Westworld is set up as an adult playground, a place for the financially fortunate to forget about the rules and restrictions of everyday life and let their hidden desires loose. They can kill, they can steal, they can cheat, they can adventure – all without the worry of any undesired consequences. This all kind of sounds like the stuff of bedtime dreams, right?
Kelly Bulkeley, Ph.D., a psychologist of religion focusing on dreams within science, history, art, and spirituality, begs to differ. In a new Huffington Post article he authored, Bulkeley argues that the guests of Westworld experience the opposite of a dream-like self-awakening while in the park:
“When [the guests] enter the park and let loose with their repressed desires, they become decidedly less conscious, not more so. Instead of ascending to a higher level of enlightened awareness, they descend into a pathetically base realm of lower animal reflexes.”
He claims that Westworld has been set up as the embodiment of a lucid dream, where people can pick and choose their own realities without any negative cost. And through this newfound power, he argues the guests should then theoretically ascend to a new level of consciousness by discovering their ‘true selves’. This may be the goal of the park, but Bulkeley asserts that suppression of consciousness is the actual result.
I don’t disagree that many of the guests in the show’s first season revert to more primitive and instinctual actions as they let the lawless land envelope them. A perfect example of this is William (Jimmi Simpson), who allows himself to start falling for Dolores (Evan Rachel Wood) even though he is engaged to the sister of his adventure companion Logan (Ben Barnes). While speculative, I think it’s safe to assume that William never allowed himself this type of emotional transgression in the real world – it’s only when he submerges into the fictitious park that this primal instinct of seeking a mate overtakes him.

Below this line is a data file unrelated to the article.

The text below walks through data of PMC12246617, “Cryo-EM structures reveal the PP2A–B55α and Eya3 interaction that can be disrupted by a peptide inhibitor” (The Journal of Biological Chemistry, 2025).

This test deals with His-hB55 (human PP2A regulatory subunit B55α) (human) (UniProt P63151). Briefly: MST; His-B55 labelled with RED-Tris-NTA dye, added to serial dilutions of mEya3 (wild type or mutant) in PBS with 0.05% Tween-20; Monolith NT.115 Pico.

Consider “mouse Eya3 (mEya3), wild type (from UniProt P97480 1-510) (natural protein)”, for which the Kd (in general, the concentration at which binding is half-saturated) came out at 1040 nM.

However, I would argue that the discovery of our more primitive senses is something that actually helps in our road to enlightenment. By letting our repressed thoughts and actions loose (in a safe environment), we help ourselves realize the entire spectrum of our being, beyond the limited personas each of us create as a response to the rules and regulations that govern our real-world lives. How can you claim to have a heightened sense of self-awareness if there is an instinctual side of you buried deep down that you’ve never let yourself experience?
Bulkeley goes on to give an interesting analysis of how the idea of dreams intertwines itself among the storylines of such characters as Dolores, Dr. Ford (Anthony Hopkins), and Maeve Millay (Thandie Newton), all of which is worth a read. How do you interpret the role of dreams within the show? Let us know!